Tuesday, December 20, 2005
A Gnarly Composer Speaks to His Audience
Towards the end (as of the evening of 12/19, anyway) of the hypertrophied comment thread a couple entries below here, Jerry Bowles contributed the following:
Let me try again. Because I am not a composer or a musician, I react to music viserally. It doesn't have to be sappy but it needs to touch me in some sensual way. Gnarly music seems to be asking me something but I usually don't understand the question--certainly not in the sophisticated, inhabited way that most of you folks do. But, like many consumers of music, I do know what I like. ... I mention all this because I think I am more or less typical of the audience most of you are trying to reach. I'm not suggesting that you change your style so us civilians will like it but you should be aware of what turns on our lights.
This is important, so I'd like to respond here - not on behalf of anyone other than myself, but I imagine that my attitudes about this issue are similar to those of other "gnarlyists."
Do I want you to enjoy my music? Absolutely.
Do I want you to care what I have to say, musically speaking? Absolutely.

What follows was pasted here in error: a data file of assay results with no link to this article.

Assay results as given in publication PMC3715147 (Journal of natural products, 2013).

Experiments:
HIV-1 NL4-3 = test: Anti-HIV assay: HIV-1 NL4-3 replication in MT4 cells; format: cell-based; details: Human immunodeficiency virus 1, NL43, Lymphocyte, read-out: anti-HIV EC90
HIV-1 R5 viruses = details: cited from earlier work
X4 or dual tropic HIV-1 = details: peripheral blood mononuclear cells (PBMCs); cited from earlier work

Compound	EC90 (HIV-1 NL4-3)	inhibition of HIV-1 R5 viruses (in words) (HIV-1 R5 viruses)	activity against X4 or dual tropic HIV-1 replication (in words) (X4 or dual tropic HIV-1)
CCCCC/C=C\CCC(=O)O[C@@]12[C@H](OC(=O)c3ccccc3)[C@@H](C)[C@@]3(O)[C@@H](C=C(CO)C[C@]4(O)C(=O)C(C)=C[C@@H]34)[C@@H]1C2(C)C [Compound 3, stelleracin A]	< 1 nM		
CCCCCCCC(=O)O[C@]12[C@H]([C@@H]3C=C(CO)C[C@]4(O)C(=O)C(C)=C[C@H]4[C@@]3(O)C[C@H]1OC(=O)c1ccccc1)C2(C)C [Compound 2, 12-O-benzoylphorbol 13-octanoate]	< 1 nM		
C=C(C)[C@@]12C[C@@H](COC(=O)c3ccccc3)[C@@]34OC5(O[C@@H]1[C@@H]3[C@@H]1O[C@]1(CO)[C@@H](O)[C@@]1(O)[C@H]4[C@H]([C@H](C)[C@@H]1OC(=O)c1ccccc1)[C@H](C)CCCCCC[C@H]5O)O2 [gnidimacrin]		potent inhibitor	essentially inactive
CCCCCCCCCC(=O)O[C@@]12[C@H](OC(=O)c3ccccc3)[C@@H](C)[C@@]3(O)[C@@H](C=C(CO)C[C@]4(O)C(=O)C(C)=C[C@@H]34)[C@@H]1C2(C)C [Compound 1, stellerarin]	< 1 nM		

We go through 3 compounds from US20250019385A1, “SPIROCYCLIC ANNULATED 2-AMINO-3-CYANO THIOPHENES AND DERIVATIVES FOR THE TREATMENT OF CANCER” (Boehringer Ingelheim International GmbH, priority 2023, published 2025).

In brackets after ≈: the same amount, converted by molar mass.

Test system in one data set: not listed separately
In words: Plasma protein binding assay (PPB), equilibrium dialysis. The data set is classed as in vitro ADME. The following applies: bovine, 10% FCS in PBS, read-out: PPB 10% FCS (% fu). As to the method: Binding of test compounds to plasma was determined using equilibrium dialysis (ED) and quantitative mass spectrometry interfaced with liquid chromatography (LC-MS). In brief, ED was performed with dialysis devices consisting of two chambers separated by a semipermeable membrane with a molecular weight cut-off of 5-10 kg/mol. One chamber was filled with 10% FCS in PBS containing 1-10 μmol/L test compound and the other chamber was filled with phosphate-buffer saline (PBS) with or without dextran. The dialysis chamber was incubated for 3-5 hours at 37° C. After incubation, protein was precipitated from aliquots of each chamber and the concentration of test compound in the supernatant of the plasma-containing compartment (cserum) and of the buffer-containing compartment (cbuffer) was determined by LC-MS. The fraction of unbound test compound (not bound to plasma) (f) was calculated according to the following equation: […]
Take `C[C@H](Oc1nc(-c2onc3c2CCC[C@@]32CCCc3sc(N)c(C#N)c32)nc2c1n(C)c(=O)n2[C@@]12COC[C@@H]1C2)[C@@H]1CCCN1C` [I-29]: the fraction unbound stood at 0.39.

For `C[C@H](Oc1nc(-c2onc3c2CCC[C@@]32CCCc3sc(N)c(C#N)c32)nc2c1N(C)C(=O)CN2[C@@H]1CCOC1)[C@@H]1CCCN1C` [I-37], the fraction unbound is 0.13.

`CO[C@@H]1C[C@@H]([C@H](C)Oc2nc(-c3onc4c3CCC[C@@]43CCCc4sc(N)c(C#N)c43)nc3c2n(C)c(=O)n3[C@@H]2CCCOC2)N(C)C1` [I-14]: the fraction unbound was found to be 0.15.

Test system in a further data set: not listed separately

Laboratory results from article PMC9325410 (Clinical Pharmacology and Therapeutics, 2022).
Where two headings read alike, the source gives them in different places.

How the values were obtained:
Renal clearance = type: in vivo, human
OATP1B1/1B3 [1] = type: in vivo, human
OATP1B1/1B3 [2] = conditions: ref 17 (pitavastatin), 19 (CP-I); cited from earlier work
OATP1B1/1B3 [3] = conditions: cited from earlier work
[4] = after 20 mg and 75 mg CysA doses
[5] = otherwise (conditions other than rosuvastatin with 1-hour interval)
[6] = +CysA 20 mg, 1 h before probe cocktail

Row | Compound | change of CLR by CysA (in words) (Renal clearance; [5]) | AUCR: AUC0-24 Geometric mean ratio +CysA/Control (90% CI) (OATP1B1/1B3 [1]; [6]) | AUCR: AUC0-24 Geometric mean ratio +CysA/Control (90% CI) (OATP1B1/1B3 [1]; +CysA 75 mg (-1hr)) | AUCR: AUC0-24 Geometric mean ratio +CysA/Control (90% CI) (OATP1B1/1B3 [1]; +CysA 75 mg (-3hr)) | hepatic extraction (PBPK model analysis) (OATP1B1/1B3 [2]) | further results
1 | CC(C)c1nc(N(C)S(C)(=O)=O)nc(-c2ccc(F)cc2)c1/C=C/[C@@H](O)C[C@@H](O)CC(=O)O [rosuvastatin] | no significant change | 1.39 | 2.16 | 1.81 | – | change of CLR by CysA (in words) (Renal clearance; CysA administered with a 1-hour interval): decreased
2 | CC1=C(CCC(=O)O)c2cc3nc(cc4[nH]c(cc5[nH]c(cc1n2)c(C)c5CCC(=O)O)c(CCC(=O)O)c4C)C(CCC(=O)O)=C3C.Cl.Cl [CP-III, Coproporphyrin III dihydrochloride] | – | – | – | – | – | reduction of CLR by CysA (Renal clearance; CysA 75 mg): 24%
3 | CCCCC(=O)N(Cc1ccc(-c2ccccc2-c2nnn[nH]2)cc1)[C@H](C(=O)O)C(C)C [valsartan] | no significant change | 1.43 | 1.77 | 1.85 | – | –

I wouldn't write the music I write if I didn't feel it was somehow important, effective, and worth being heard. But what I want to be heard is this music - not another that may be more in line with the previous experiences of an unpredictably composed audience. I don't "want my music to be heard" in an abstract sense - I don't want to be famous; I'd settle for being respected by those whom I in turn respect. I simply put my work out there, to the degree possible, with the hope that others will discover in it what I find fascinating enough to devote my life to it.
In other words, I am speaking to the audience (and that itself is a very problematic concept for me, but that's another post) as equals - not as pupils, not as disciples, not as ignorant masses in need of enlightenment, but as fellow human beings with whom I want to share something that excites me. If it doesn't, then it's no so much that I have failed, nor that the audience has failed, nor that the music has failed, nor that the performer has failed, but that the fit wasn't right, and that is nobody's fault. It's an oft-repeated trope that what I am forced by circumstances to call "gnarly" music is hostile to the audience, or indifferent to it, or deprecatory; to me the truth is precisely the opposite. My attitude is not one of hostility or indifference but the greatest respect.